The Modi Show
Public figures in India don’t just acquire celebrity status. They become demi-gods, who are loved, followed and worshipped. And India has not had any politician with that kind of fan following until lately. And so, when Prime Minister Narendra Modi came to address an election rally in Mumbai on Saturday, not only locals, but people from as far as Gujarat came to listen to him speak. The Mahalaxmi racecourse grounds were coloured saffron on Saturday with Modi supporters manifesting their support through flags, caps, sashes, chants and slogans. The general as well as the VIP seats were full despite the sweltering heat and people waited patiently for three hours to listen to their leader speak. Until Modi came, several other BJP leaders took their turn at giving long, passionate speeches in Marathi and the crowd started becoming restless. It was only RPI chief Ramdas Athavale’s speech that they enjoyed since he interspersed it with poems like:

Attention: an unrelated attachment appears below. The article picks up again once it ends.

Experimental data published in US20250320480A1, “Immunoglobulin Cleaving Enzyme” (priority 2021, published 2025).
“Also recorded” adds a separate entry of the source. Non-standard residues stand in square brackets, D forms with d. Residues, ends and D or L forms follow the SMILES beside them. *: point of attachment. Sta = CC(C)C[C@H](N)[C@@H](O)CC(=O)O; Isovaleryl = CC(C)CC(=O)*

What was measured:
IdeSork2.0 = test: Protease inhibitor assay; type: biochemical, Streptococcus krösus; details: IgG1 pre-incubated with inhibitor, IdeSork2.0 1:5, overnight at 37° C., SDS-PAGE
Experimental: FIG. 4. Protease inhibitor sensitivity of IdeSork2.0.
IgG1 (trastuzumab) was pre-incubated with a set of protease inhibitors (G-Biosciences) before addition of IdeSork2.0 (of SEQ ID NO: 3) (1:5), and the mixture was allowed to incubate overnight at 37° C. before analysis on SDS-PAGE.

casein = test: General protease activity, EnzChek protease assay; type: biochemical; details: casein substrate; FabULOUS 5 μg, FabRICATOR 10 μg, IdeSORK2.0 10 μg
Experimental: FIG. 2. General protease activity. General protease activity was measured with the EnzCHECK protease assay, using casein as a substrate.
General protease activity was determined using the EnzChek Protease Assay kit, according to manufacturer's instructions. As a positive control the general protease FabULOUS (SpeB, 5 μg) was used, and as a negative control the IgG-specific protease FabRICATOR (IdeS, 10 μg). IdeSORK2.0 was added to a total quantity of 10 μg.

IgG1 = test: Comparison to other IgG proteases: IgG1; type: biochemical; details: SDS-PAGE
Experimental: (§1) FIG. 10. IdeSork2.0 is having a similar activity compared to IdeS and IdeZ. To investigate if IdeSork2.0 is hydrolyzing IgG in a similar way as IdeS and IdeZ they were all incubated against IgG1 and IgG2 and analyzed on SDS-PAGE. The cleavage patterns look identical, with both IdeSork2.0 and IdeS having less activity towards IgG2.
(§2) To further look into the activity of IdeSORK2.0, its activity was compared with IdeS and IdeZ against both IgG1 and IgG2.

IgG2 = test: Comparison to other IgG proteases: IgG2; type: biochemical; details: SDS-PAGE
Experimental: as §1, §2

Modini hatat ghetla safai sathi jhadu,
Amhi milun Congress-NCP la baher kadhu
State BJP leader Devendra Fadanvis got the loudest applause when he said that Shivaji maharaj was nobody’s private property.
The elderly sat discussing politics throughout the long wait, while the youngsters were busy taking selfies on their phones. But it was the children who got bored in the deal and resorted to little games to pass time.
One such group of children started repeating everything the politicians said and gave the public a lisped version of Modi’s Sabka Saath Sabka Vikas… One kid even started chanting, Modiji aage badho, hum tumhare sath hain on the tune of Twinkle, twinkle little star, much to the merriment of the others.